Selling a car is a challenging task. Most of the time, we mainly focus on the car’s condition, the price we will sell the car or the unique features we can show the buyer. However, there are a lot of documents needed for both parties involved.
But the most important document of it all is the vehicle title. The title establishes the relation of possession between the car and the owner. With the title, you are the vehicle’s legal owner. You can complete the sale within hours if all documents are complete and in order.
What is a bonded title? And can I sell a car with this?
If you lose your title, you usually apply for a duplicate title. But in some cases, you do not qualify. This is where another type of title known as a bonded title comes in. You get this type of title when you can not get a replacement title for your vehicle. This article will discuss all you need to know about what and how to get a bonded title.
When do you need a bonded title?
Here are some of the reasons why you might need to get a bonded title:
- You only received a bill of sale.
- You did not receive the title of your car.
- You have an improperly assigned/transferred title.
Can You Sell A Car With A Bonded Title? – Yes, you can!
What does a bonded title mean? And what is the difference from a regular title?
How bonded title works are somehow the same as a regular title but with a bonded brand on it. This document can also be known as a Certificate of Title Surety Bond or Lost Title Bond.
The DMV usually issues bonded titles if you lose your vehicle title. Having these for legal purposes and avoiding any legal issues along the way is ideal. These titles stay in effect for three years. It is a way to ensure that if someday someone came to claim the vehicle as their own, with a valid vehicle’s title, they would be compensated against the bonded title. This situation is very unusual, and even if you sell a car with this type of title, it transfers to the new owner the same way.
So, what does this mean? Essentially, it is a title given to someone after losing their original title. It is a perfectly legal document and much better than not having a title. But take note that this is only valid for three years. Yes, you can still register and buy a car with title bonds, just like any car with regular vehicle titles.
How long does it take to get a bonded title? – Not very long!
Getting a bonded title will only take a little bit of time. All you need to do is visit the DMV.
There may be a line, but it is worth it to have legal protection. We recommend going in person so you can explain why the original title went missing. After explaining the situation to the representatives, they will give you a timeline for when you will be getting the title bond.
The average time is 2 to 4 weeks. However, in some instances, you can get in a week if there isn’t much for the DMV to investigate. Ensure you have the proper documents and the vehicle’s purchase insurance and receipt.
In most cases, the more proof you have about the ownership of the vehicle, the faster you will get the bonded title approved by the DMV.
In short, getting your bonded title depends on your cooperation.
It also depends on how much data you give your local DMV to process and investigate. The vehicle inspection and submission of paperwork will take little time too, and after the DMV determines the value of the vehicle for a specific bond value, you are good to go.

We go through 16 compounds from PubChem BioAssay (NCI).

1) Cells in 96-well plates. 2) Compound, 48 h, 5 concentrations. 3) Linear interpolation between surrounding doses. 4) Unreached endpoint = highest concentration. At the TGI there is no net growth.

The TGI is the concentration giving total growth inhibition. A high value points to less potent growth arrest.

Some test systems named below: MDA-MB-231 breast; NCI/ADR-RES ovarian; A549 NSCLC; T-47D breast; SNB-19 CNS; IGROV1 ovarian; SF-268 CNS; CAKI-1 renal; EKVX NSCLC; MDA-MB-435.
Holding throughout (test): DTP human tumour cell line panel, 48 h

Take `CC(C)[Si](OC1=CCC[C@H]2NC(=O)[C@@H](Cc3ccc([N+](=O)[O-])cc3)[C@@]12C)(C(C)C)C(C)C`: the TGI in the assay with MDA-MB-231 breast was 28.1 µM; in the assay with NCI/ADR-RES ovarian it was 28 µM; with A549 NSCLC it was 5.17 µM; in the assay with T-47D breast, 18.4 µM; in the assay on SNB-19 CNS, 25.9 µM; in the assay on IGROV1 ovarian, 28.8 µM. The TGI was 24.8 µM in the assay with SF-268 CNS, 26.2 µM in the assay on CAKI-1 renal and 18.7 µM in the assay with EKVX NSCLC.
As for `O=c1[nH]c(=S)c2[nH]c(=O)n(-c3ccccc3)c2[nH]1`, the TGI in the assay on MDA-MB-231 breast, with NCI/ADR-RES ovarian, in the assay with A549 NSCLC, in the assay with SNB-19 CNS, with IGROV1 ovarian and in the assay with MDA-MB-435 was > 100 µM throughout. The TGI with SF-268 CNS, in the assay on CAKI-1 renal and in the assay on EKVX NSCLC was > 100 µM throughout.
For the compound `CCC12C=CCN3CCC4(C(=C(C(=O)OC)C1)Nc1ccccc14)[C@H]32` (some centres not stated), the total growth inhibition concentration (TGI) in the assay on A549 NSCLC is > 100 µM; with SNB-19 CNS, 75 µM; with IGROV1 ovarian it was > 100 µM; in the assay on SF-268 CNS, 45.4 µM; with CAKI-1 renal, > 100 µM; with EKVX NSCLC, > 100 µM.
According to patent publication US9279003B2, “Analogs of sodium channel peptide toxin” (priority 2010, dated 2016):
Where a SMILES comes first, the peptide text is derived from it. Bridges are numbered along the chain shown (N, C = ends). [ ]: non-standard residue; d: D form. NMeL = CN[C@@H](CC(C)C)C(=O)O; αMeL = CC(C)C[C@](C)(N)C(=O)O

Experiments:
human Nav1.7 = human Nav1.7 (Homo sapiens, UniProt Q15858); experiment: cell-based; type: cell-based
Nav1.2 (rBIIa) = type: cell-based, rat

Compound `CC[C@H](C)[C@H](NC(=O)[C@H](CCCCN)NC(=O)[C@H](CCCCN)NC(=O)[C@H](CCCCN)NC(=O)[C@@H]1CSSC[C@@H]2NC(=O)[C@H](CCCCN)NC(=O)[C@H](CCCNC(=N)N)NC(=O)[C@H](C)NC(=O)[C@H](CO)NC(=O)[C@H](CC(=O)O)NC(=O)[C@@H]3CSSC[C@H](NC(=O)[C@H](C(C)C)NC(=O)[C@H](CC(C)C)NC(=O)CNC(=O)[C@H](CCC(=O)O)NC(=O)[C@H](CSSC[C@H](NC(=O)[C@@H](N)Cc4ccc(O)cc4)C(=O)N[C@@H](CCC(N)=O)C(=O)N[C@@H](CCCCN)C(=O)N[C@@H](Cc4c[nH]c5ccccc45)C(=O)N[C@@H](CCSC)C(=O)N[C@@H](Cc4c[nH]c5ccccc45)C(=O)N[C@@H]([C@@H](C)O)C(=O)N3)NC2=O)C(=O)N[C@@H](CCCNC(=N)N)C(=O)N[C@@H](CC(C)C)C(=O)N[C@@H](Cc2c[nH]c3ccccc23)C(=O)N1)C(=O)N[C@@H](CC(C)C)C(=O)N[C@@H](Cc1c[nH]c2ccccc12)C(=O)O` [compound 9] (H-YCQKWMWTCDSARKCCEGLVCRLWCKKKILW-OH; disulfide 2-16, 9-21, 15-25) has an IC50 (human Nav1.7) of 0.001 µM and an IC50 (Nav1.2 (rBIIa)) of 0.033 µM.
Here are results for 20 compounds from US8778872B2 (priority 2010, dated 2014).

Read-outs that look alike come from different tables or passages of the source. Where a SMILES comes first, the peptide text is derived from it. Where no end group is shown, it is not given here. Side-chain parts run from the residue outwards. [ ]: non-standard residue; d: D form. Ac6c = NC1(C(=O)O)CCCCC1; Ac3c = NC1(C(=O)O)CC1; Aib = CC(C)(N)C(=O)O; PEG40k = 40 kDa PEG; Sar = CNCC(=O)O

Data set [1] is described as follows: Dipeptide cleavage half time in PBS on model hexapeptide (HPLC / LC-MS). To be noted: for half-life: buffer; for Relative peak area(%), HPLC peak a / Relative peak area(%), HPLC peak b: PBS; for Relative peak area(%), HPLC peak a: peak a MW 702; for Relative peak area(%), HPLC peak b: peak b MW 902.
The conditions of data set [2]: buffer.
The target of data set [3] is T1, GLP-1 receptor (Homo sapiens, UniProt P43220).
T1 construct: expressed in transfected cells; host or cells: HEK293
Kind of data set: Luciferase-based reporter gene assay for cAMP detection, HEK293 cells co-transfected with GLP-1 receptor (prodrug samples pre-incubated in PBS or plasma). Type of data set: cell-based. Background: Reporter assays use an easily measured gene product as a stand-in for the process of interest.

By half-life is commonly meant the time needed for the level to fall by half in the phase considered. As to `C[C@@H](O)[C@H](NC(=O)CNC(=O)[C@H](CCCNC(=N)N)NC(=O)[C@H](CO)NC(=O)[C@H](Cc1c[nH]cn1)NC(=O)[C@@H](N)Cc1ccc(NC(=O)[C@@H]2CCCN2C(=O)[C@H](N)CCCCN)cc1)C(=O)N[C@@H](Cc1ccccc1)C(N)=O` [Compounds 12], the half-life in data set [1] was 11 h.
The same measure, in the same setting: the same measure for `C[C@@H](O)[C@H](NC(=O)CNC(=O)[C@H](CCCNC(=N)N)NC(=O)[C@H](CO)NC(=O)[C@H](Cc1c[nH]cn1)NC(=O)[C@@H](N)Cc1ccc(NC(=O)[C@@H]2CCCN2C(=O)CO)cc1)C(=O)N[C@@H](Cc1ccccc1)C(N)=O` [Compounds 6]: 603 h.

Getting a bonded title in Arizona – Same as everywhere else!
If you are living in the state of Arizona, the bonded title process is the same. The state also respects the value of a title bond like everywhere else. Make sure to check if any specific state requirements are needed to acquire one. These are slightly different from regular one as it represents some monetary value. A stake is better in terms.
After filing the documents, the DMV will then inspect your vehicle. This is a standard procedure to verify that you are providing correct information to the DMV and that the car in question is the same as you mentioned. The DMV will decide the amount upon reviewing your case.
Their investigation can take time, depending on how much information you provide them. You must cooperate with them and let them thoroughly examine your vehicle. The owner also has to assume legal and financial responsibility for the accuracy of their assertions about the car.
After the DMV is satisfied with both the paperwork and the vehicle itself, you will receive a title bond after the value of the bond has been decided. This value is reasonable and based on the car in question. So like most states, getting a bonded title in Arizona isn’t that difficult either.
Should I Buy a Car with a Bonded Title
Some buyers get put off because the vehicle has a bonded title. However, you may assure them of the validity of the document. Most people who buy motor vehicles will already know about certain types of titles and won’t ask you questions.
It is completely legal to sell a car with bonded titles, and the more responsible thing if you have a car without a title. Getting a bonded title shows that you are following legal procedure and verifying ownership of the vehicle. Getting a title bond isn’t very difficult, and your local DMV takes care of most things. The current owner needs to provide all the data to the DMV, and they can provide you with the title bonds in a few weeks.
Some buyers are apprehensive about the validity of the title bond, which can make selling a car with a bonded title tricky. However, if you guide them, most people prefer bonded titles over no titles. It is still a valid title and the legal and responsible thing to do, which is encouraged by law.